Job Seekers: 10 Commandments of the Interview
John Leonard's 10 Commandments of the Interview
I. Arrive Early
Always arrive 10-15 minutes early to allot time for unexpected delays and for any paperwork you may need to complete.
II. Be Prepared
Always arrive to an interview fully prepared. Have a few clean copies of your resume and references on hand. Make sure that you have done your research and know the company that you are interviewing for, as well as the position for which you are interviewing.
III. Dress for Success
Always arrive for an interview dressed conservatively and professionally. It is better to be overdressed than underdressed. Play it safe and wear a suit.
IV. Be Confident
Show your confidence through your body language. Shake hands firmly, maintain eye contact and do not fidget. Exude confidence and enthusiasm when discussing your resume and background.
V. Be Prepared to Answer Questions
Before your interview, anticipate what type of questions you will be asked and practice your answers. Popular questions include: What are your strengths? Weaknesses? / Why do you want this job? / What are your goals?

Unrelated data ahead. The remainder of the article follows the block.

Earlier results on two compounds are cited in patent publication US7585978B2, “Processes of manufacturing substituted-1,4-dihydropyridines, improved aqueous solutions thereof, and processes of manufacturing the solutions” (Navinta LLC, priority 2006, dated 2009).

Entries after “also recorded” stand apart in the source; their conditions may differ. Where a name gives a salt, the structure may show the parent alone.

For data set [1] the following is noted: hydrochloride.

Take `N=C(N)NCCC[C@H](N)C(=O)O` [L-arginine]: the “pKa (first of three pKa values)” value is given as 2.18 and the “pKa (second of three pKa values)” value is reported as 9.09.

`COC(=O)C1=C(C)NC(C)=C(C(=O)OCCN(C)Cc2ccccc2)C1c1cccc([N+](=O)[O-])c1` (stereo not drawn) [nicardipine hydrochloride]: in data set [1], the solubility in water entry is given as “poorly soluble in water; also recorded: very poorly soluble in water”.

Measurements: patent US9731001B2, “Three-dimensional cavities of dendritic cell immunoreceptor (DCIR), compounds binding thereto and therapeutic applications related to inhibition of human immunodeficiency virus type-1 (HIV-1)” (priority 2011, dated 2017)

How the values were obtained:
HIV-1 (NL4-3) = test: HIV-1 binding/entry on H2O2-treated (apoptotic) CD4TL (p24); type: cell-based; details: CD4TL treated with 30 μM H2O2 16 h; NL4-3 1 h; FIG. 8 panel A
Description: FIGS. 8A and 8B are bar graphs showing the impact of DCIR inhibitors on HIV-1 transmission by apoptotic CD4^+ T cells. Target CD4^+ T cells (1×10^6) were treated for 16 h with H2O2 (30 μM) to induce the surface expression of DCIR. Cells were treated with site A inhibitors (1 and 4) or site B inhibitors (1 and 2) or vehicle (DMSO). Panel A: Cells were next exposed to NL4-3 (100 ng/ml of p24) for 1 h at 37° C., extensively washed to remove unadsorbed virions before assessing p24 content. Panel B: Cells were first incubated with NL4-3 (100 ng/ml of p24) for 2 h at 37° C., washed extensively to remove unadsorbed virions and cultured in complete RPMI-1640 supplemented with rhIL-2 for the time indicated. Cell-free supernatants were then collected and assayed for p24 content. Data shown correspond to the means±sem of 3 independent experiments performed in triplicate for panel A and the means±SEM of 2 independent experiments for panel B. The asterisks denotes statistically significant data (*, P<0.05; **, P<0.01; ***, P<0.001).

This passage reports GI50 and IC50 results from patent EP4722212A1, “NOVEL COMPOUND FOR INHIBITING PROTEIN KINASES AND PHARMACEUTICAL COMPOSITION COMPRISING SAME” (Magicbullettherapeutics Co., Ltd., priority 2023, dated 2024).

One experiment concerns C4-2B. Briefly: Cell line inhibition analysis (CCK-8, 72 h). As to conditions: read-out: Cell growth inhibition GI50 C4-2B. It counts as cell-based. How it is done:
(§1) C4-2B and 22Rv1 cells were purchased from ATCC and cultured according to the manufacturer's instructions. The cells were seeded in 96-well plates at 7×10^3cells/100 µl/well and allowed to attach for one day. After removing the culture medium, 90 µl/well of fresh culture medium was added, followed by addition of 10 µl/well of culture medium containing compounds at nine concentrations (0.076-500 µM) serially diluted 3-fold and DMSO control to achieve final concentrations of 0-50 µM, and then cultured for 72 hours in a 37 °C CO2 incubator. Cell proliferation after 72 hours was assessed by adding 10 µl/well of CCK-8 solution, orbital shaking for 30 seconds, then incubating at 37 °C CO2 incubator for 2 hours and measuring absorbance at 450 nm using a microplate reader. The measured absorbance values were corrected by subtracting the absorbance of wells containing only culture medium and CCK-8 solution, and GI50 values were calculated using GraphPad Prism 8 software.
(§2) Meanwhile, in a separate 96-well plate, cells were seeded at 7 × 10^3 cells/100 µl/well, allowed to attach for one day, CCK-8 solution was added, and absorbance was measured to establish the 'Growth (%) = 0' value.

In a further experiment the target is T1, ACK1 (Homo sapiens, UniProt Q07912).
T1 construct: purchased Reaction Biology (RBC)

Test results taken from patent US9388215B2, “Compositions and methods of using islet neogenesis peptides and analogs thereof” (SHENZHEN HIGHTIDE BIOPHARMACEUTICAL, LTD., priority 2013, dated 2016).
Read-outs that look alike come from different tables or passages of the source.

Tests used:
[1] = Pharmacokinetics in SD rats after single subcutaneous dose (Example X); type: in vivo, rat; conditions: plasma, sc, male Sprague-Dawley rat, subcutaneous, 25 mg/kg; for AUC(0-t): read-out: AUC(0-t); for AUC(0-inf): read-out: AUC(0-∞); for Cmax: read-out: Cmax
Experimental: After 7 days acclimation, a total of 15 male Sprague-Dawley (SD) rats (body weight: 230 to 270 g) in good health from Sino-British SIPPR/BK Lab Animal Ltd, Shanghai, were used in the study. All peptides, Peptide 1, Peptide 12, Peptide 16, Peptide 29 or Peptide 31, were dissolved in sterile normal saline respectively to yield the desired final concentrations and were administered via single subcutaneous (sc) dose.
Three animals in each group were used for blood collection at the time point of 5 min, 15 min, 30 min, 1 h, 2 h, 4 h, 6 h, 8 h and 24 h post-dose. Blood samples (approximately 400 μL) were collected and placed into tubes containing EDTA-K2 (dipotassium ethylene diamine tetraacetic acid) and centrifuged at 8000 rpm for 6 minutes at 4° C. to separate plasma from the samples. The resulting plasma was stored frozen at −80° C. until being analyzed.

VI. Be Knowledgeable
During your conversations, display your industry knowledge. Know what is going on in the news and be aware of the latest developments. Current events pertaining to the company and/or industry may come up during the interview and you will need to be able to discuss.
VII. Tell Stories…
When discussing your resume and background, be specific. Tell anecdotes that exemplify your strengths in the work place. Talk about different achievements from your past that you are proud of. Paint a "word-picture" so that the interviewer envisions you being successful.
VIII. …But No Tall Tales
Do not lie, exaggerate or embellish any part of your background… If and when your potential employer discovers your tall tales, your candidacy will be withdrawn. If you have already been hired and your employer discovers discrepancies, it may be grounds for termination.
IX. Express Your Interest and Ask Questions
At the end of your interview, your interviewer will ask you if you have any questions. This is the point where you should express your interest in the position and ask questions. Example questions: Why is the position available and do you have a timeframe for making a decision? / How do you see the company changing or growing in the future? / How long have you been with the company? / Based on your knowledge of the job/company, how would you rate my candidacy?
X. Follow-Up and Say “Thank You”
After your interview, always follow-up with “Thank You” emails to everyone that you met with. Make sure to keep the emails short and sweet, and to reiterate your interest in the position.
For more tips on the jobs search, check out our "Survival Kit" and Job Seekers page!